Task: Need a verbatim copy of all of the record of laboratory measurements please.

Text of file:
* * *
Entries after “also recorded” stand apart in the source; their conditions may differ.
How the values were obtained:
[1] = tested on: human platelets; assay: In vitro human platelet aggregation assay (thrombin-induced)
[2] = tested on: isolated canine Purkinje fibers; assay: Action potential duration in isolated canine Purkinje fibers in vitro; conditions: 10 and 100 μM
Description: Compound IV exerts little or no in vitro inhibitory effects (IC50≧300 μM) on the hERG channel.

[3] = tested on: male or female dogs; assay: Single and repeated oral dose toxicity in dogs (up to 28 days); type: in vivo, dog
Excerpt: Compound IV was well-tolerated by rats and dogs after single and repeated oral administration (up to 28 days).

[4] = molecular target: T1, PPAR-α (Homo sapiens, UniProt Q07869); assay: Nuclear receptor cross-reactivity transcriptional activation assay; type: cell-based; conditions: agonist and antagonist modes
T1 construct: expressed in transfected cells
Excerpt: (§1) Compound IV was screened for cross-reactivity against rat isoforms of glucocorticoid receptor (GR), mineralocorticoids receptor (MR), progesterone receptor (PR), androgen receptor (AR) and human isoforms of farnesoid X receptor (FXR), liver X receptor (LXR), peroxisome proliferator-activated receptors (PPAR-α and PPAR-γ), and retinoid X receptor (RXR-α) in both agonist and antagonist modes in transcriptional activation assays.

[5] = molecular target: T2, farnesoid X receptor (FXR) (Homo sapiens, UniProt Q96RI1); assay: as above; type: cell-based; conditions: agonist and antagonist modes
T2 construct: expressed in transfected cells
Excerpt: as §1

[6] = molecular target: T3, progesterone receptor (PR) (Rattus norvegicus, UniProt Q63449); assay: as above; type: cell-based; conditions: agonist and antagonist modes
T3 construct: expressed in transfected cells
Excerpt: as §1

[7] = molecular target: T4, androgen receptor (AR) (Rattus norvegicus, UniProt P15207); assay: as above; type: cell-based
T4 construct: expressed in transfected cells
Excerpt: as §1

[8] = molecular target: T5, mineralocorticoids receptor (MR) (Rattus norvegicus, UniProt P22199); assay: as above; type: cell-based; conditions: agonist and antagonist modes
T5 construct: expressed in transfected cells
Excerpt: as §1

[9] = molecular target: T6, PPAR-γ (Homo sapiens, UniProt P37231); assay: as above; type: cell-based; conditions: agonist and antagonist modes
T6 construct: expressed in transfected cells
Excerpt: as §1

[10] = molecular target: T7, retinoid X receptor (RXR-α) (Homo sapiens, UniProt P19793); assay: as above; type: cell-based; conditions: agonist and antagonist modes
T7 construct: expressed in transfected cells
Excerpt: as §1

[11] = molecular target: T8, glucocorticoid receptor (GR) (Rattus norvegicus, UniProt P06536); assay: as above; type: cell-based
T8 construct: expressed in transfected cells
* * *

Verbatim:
Entries after “also recorded” stand apart in the source; their conditions may differ.
How the values were obtained:
[1] = tested on: human platelets; assay: In vitro human platelet aggregation assay (thrombin-induced)
[2] = tested on: isolated canine Purkinje fibers; assay: Action potential duration in isolated canine Purkinje fibers in vitro; conditions: 10 and 100 μM
Description: Compound IV exerts little or no in vitro inhibitory effects (IC50≧300 μM) on the hERG channel.

[3] = tested on: male or female dogs; assay: Single and repeated oral dose toxicity in dogs (up to 28 days); type: in vivo, dog
Excerpt: Compound IV was well-tolerated by rats and dogs after single and repeated oral administration (up to 28 days).

[4] = molecular target: T1, PPAR-α (Homo sapiens, UniProt Q07869); assay: Nuclear receptor cross-reactivity transcriptional activation assay; type: cell-based; conditions: agonist and antagonist modes
T1 construct: expressed in transfected cells
Excerpt: (§1) Compound IV was screened for cross-reactivity against rat isoforms of glucocorticoid receptor (GR), mineralocorticoids receptor (MR), progesterone receptor (PR), androgen receptor (AR) and human isoforms of farnesoid X receptor (FXR), liver X receptor (LXR), peroxisome proliferator-activated receptors (PPAR-α and PPAR-γ), and retinoid X receptor (RXR-α) in both agonist and antagonist modes in transcriptional activation assays.

[5] = molecular target: T2, farnesoid X receptor (FXR) (Homo sapiens, UniProt Q96RI1); assay: as above; type: cell-based; conditions: agonist and antagonist modes
T2 construct: expressed in transfected cells
Excerpt: as §1

[6] = molecular target: T3, progesterone receptor (PR) (Rattus norvegicus, UniProt Q63449); assay: as above; type: cell-based; conditions: agonist and antagonist modes
T3 construct: expressed in transfected cells
Excerpt: as §1

[7] = molecular target: T4, androgen receptor (AR) (Rattus norvegicus, UniProt P15207); assay: as above; type: cell-based
T4 construct: expressed in transfected cells
Excerpt: as §1

[8] = molecular target: T5, mineralocorticoids receptor (MR) (Rattus norvegicus, UniProt P22199); assay: as above; type: cell-based; conditions: agonist and antagonist modes
T5 construct: expressed in transfected cells
Excerpt: as §1

[9] = molecular target: T6, PPAR-γ (Homo sapiens, UniProt P37231); assay: as above; type: cell-based; conditions: agonist and antagonist modes
T6 construct: expressed in transfected cells
Excerpt: as §1

[10] = molecular target: T7, retinoid X receptor (RXR-α) (Homo sapiens, UniProt P19793); assay: as above; type: cell-based; conditions: agonist and antagonist modes
T7 construct: expressed in transfected cells
Excerpt: as §1

[11] = molecular target: T8, glucocorticoid receptor (GR) (Rattus norvegicus, UniProt P06536); assay: as above; type: cell-based
T8 construct: expressed in transfected cells